Ocala Criminal Defense Attorneys Choose the Powerful Defense of Dunham & Ingram

Have You Violated Florida's DUI & Drugs Policy?

According to the National Highway Traffic Safety Administration (NHTSA), in 2010, more than 10,000 people died in alcohol-impaired driving crashes, amounting to one fatality every 51 minutes. The NHTSA reports that alcohol-impaired collisions cost more than $37 billion each year, and that drunk driving is a symptom of alcohol misuse and abuse. While drunk driving is a global epidemic, the actual number of drunk driving arrests has decreased in recent years while the number of drugged driving arrests has been on the rise, many of which are linked to prescription medications.

In Florida, driving under the influence is covered under § 316.193 of the Florida Statues. Under this section, a person is guilty of driving under the influence when he or she is driving or in "actual physical control" in the state of Florida and is under the influence of alcohol beverages, or any chemical substance set forth in section 877.111, or any controlled substance under chapter 893, and when the person's normal faculties are impaired.

There is a long list of hundreds of controlled substances under chapter 893 standards and schedules, all of which are listed in Schedules I, II, III, IV, and V, some of which include but are not limited to:

  • Heroin
  • Cannabis
  • Mescaline
  • Opium
  • Codeine
  • Hydrocodone
  • Morphine
  • Oxycodone
  • Methadone
  • Testosterone
  • Diazepam

This is a very short list of the types of controlled substances that one can be driving on and considered to be "impaired." There are literally hundreds of illegal street drugs and lawfully prescribed drugs included in the lengthy list of controlled substances. What many people don't realize is that many lawfully prescribed prescription medications can negatively influence their ability to safely drive a vehicle, especially on public roads. When you observe that your medication warns you against operating heavy machinery while on the medication, it's important to view this has a red flag.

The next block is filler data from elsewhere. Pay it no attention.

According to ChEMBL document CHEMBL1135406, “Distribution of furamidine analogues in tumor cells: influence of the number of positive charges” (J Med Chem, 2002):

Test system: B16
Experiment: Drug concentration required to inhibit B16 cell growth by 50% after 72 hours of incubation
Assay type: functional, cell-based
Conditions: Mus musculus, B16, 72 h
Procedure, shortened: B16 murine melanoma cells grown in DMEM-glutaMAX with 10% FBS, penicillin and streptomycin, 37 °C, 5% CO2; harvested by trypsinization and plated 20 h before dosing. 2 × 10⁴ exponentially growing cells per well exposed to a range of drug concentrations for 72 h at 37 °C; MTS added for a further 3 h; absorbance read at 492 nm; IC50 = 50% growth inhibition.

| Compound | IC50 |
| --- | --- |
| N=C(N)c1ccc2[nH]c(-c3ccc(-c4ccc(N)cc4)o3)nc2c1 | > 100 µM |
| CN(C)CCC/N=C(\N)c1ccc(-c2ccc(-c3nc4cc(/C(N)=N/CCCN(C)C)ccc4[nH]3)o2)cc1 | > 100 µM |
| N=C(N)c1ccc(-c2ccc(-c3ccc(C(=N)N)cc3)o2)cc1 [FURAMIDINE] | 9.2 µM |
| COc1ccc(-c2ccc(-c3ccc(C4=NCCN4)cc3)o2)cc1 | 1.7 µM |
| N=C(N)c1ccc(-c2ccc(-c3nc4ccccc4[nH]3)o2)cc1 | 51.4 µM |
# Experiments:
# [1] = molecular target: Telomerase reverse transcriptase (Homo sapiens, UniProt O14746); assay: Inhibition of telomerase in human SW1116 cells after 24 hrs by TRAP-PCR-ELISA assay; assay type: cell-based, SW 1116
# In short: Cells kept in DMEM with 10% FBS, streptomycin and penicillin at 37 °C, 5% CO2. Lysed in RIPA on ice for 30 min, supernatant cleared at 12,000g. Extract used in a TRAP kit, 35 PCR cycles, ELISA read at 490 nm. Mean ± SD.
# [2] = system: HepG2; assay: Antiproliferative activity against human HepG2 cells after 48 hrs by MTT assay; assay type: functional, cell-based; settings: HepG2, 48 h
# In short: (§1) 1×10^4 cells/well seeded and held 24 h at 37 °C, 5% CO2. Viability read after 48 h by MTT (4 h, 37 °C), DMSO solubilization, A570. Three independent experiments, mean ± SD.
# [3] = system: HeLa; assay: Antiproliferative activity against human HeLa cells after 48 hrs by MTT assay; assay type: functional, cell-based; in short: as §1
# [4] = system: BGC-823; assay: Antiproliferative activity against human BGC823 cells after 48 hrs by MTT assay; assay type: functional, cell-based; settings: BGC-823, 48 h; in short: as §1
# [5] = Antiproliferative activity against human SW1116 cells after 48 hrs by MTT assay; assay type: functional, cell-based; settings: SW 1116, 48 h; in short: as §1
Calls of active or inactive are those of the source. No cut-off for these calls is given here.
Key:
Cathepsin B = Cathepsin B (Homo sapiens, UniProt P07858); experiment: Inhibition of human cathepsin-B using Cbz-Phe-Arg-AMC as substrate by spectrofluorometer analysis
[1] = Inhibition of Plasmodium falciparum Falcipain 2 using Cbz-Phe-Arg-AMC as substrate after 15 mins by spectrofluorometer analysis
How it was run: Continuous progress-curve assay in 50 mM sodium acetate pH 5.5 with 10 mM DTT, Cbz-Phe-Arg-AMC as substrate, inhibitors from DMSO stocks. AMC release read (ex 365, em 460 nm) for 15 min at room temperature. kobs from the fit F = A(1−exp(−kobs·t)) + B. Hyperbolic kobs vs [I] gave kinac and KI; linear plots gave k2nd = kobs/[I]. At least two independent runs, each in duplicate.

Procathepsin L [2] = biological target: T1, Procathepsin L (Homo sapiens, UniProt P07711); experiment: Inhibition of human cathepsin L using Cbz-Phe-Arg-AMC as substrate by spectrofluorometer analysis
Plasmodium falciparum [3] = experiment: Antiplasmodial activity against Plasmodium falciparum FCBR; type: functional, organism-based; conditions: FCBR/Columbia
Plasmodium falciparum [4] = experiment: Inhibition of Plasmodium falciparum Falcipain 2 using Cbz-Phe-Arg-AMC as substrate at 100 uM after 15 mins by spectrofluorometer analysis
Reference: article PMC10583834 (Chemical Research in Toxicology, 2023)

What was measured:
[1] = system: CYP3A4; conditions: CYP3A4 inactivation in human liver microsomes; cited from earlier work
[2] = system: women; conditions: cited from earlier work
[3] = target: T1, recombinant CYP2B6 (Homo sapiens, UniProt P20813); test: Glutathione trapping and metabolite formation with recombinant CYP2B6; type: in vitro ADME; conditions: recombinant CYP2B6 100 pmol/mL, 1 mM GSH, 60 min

There are a number of prescription medications that cause drowsiness. For example, barbiturates are central nervous system depressants (CNS), which are commonly prescribed to treat anxiety, tension, and epilepsy and sleep disorders. CNS depressants are referred to as sedatives or tranquilizers because they slow down normal brain function. Some of the most commonly prescribed barbiturates are Mebbaral and Nembutal.

Benzodiazepines are also in the CNS depressant family and these are commonly prescribed to treat acute stress, anxiety, panic attacks, and convulsions and sleep disorders. Common benzodiazepines include Valium, Xanax, Librium and ProSom. These can decrease brain activity and produce a drowsy effect in anxious or restless people.

Other concerns are prescription sleeping pills such as Abien, Lunesta and Sonata, all of which are frequently abused and can be highly addictive. Some people who use these medications report not being able to fall asleep without them; therefore, the chances of the drug being in their system on a continuous basis are greater.

Opioids, which are commonly prescribed to treat pain because of their analgesic effects are powerful drugs that can easily be addictive and abused. Opioids such as OxyContin, Percocet, Percodan, Kadian, and Aninza can cause drowsiness, while muscle relaxers such as Baclofen, Tizanidine and Zanaflex can be easily abused and addictive as well.

In today's day and age when prescription drugs are not only as addictive as illicit street drugs, but they are becoming more widely available and affordable as more people have access to health insurance through their work or through government plans, more and more people are not only on prescription medications but many are driving under the influence of these substances. If you were recently arrested for driving under the influence of alcohol or a controlled substance, or a combination thereof, I urge you to contact my firm, Christopher L. Dunham, P.A.

If you are convicted of a first time DUI in Florida, you could be facing up to $1,000 in fines and up to six months in jail. Not only are these repercussions severe, but how would your job, your family and your future employment and housing opportunities be affected by a permanent criminal record? Should you go with my firm, I will assess the strengths and weaknesses of your case in order to determine the best course of action to take. By allowing me to step in you can be confident that your rights and future will be protected to the best of my abilities. To learn more about the types of defense strategies I might use in your DUI case, contact my firm today to schedule a free, no-obligation consultation.